Previewing the US September inflation report, “the outsized payroll number raises the prospect the Fed may hike again, but it’s not a clincher. September Consumer Price Index data out this week should be more revealing,” said Analysts at Australia and New Zealand Banking Group (ANZ) and added: “We expect core inflation to rise by 0.2% m/m, which should be well received by the Fed.”

The Prices Paid Index of the ISM Manufacturing PMI survey – the inflation component – declined sharply to 43.8 in September from 48.4 in October, highlighting that input prices in the sector are falling at a faster pace. In the meantime, the Prices Paid Index in the ISM Services PMI held steady at 58.9 to show a lack of progress in taming services sector inflation.

When will the Consumer Price Index report be released and how could it affect EUR/USD?

The Consumer Price Index inflation data for September will be published at 12:30 GMT. The US Dollar Index, which gauges the USD’s valuation against a basket of six major currencies, benefited from safe-haven demand at the start of the week before coming under strong bearish pressure. The downward correction seen in US T-bond yields and the improving risk mood made it difficult for the USD to find demand.

The market positioning suggests that the USD has room on the upside in case the inflation data comes in stronger than anticipated. Investors are likely to pay close attention to the monthly Core CPI reading, which can’t be distorted by base effects. A monthly core inflation reading of 0.5% or higher could revive expectations for one more Fed rate increase and fuel another USD rally. Given the European Central Bank’s (ECB) willingness to hold rates steady, EUR/USD is likely to turn south in this scenario. 

On the other hand, a monthly Core CPI at or below the market consensus of 0.3% could make it difficult for the USD to stay resilient against its peers. While speaking at the Economic Club of New York last week, San Francisco Federal Reserve President Mary Daly argued that there was no need for additional policy tightening following the recent rise in US T-bond yields. “The need for us to take further action is diminished because financial markets are already moving into that direction and they’ve done the work,” Daly explained. Hence, investors could refrain from betting on one more Fed rate hike and help EUR/USD gain traction.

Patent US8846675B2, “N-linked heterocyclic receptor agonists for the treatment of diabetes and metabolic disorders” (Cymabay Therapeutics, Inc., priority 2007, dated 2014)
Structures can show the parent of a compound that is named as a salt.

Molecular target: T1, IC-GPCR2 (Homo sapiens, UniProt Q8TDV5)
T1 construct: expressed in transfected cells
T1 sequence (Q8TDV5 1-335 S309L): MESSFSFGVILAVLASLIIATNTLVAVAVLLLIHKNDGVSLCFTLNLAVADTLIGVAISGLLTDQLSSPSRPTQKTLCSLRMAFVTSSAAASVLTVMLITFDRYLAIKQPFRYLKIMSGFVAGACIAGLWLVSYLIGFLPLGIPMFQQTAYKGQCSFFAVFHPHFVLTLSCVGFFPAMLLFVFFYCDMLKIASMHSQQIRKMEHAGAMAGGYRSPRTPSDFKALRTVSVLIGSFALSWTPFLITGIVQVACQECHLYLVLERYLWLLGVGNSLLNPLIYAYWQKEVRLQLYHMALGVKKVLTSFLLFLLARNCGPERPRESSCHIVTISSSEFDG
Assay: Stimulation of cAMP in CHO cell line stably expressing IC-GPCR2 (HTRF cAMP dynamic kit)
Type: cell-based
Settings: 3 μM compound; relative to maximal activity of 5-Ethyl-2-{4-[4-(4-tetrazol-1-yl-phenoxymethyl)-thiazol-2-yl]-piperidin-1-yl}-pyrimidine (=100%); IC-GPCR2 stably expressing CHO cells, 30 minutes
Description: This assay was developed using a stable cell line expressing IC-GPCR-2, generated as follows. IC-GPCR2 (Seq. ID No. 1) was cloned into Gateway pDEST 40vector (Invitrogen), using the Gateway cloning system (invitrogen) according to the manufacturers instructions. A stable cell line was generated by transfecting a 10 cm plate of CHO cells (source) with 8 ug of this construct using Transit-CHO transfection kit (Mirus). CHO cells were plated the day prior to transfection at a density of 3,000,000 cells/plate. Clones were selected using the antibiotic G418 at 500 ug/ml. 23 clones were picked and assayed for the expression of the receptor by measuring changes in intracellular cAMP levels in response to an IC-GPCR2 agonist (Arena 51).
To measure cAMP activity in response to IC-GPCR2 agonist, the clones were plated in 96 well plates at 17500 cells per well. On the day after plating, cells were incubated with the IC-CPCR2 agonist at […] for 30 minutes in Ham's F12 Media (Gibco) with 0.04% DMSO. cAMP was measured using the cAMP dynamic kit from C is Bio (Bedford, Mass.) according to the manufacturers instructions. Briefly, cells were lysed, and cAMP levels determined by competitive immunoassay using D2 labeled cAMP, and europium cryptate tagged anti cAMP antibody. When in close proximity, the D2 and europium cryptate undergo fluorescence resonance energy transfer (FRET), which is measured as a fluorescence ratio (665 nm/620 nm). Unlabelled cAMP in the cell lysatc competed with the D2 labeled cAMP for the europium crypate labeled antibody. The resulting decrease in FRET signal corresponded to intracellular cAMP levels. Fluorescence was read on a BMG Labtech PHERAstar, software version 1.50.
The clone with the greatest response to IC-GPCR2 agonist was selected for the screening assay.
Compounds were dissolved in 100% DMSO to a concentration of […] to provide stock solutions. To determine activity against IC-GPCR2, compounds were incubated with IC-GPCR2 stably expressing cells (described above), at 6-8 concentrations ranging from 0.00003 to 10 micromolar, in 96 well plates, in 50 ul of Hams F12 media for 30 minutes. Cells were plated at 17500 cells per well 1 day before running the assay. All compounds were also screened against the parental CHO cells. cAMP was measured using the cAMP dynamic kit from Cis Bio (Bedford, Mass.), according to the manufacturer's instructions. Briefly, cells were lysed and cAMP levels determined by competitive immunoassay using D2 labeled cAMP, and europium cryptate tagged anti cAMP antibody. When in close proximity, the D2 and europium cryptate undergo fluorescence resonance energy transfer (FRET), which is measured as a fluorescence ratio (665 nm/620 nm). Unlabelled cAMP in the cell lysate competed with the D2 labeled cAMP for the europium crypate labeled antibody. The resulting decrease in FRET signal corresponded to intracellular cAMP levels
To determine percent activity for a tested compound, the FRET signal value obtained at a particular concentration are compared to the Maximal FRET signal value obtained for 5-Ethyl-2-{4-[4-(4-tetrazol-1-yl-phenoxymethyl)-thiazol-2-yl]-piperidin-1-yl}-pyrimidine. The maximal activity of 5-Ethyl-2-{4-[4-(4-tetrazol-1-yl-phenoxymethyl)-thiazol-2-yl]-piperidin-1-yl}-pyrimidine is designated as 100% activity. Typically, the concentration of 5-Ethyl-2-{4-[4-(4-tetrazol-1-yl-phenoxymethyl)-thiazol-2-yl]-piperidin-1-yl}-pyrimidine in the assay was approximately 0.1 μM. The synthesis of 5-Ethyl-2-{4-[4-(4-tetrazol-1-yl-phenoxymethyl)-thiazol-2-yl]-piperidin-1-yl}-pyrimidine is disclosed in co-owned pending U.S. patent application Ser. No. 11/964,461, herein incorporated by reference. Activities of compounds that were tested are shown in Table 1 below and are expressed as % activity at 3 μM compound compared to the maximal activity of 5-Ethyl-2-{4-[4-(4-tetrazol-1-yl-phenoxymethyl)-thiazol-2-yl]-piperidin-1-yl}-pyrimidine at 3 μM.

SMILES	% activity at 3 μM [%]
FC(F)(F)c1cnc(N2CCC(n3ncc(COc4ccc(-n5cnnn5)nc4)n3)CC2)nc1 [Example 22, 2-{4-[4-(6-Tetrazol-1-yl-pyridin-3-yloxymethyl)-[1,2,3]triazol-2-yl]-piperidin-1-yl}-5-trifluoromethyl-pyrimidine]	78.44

Eren Sengezer, European Session Lead Analyst at FXStreet, offers a brief technical outlook for EUR/USD and explains: 

“The Relative Strength Index (RSI) indicator on the daily chart recovered to 50 this week and EUR/USD made a daily close above the 20-day Simple Moving Average (SMA) for the first time in over a month, pointing to a buildup of bullish momentum.”

Eren also outlines key technical levels to watch for:

“The 1.0650 level (Fibonacci 23.6% retracement of the July-October downtrend) aligns as a key pivot for EUR/USD. If this level is confirmed as support, buyers could remain interested in the Euro. In this scenario, 1.0750 (Fibonacci 38.2% retracement, 50-day SMA) could be set as the next target before 1.0830, where the 100-day and 200-day SMAs align.”

“Alternatively, sellers could take action if EUR/USD fails to stabilize above 1.0650 and cause the pair to decline toward 1.0550 (static level), 1.0500 (psychological level) and 1.0450 (end-point of the downtrend).”